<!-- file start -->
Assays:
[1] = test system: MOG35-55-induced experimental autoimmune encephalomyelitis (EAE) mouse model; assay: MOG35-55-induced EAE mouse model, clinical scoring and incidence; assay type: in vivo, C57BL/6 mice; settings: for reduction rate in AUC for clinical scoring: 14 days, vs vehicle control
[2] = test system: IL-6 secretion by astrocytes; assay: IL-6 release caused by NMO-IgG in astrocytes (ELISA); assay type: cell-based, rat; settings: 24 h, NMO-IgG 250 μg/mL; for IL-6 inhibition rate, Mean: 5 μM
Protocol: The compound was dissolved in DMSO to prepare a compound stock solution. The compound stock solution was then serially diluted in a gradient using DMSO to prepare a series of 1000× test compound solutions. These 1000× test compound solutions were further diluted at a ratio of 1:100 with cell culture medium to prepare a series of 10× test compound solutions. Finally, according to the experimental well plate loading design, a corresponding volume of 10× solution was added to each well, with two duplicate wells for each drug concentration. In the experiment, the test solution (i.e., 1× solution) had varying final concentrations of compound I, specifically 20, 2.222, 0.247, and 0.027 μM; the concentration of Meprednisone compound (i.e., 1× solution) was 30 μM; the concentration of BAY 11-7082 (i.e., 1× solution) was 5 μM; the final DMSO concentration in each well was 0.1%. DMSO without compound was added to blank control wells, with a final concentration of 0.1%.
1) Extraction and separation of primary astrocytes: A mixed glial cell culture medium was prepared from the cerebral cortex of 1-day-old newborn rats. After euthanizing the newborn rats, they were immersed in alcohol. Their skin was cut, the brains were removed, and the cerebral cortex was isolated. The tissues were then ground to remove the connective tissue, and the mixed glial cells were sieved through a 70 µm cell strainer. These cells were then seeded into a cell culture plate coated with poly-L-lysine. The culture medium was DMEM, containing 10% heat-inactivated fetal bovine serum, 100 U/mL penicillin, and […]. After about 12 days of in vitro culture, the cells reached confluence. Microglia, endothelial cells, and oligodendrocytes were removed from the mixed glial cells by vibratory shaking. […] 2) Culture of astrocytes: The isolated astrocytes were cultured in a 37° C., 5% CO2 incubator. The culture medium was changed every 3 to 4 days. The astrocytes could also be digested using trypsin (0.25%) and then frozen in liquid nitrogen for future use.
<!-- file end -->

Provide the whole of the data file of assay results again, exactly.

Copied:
Assays:
[1] = test system: MOG35-55-induced experimental autoimmune encephalomyelitis (EAE) mouse model; assay: MOG35-55-induced EAE mouse model, clinical scoring and incidence; assay type: in vivo, C57BL/6 mice; settings: for reduction rate in AUC for clinical scoring: 14 days, vs vehicle control
[2] = test system: IL-6 secretion by astrocytes; assay: IL-6 release caused by NMO-IgG in astrocytes (ELISA); assay type: cell-based, rat; settings: 24 h, NMO-IgG 250 μg/mL; for IL-6 inhibition rate, Mean: 5 μM
Protocol: The compound was dissolved in DMSO to prepare a compound stock solution. The compound stock solution was then serially diluted in a gradient using DMSO to prepare a series of 1000× test compound solutions. These 1000× test compound solutions were further diluted at a ratio of 1:100 with cell culture medium to prepare a series of 10× test compound solutions. Finally, according to the experimental well plate loading design, a corresponding volume of 10× solution was added to each well, with two duplicate wells for each drug concentration. In the experiment, the test solution (i.e., 1× solution) had varying final concentrations of compound I, specifically 20, 2.222, 0.247, and 0.027 μM; the concentration of Meprednisone compound (i.e., 1× solution) was 30 μM; the concentration of BAY 11-7082 (i.e., 1× solution) was 5 μM; the final DMSO concentration in each well was 0.1%. DMSO without compound was added to blank control wells, with a final concentration of 0.1%.
1) Extraction and separation of primary astrocytes: A mixed glial cell culture medium was prepared from the cerebral cortex of 1-day-old newborn rats. After euthanizing the newborn rats, they were immersed in alcohol. Their skin was cut, the brains were removed, and the cerebral cortex was isolated. The tissues were then ground to remove the connective tissue, and the mixed glial cells were sieved through a 70 µm cell strainer. These cells were then seeded into a cell culture plate coated with poly-L-lysine. The culture medium was DMEM, containing 10% heat-inactivated fetal bovine serum, 100 U/mL penicillin, and […]. After about 12 days of in vitro culture, the cells reached confluence. Microglia, endothelial cells, and oligodendrocytes were removed from the mixed glial cells by vibratory shaking. […] 2) Culture of astrocytes: The isolated astrocytes were cultured in a 37° C., 5% CO2 incubator. The culture medium was changed every 3 to 4 days. The astrocytes could also be digested using trypsin (0.25%) and then frozen in liquid nitrogen for future use.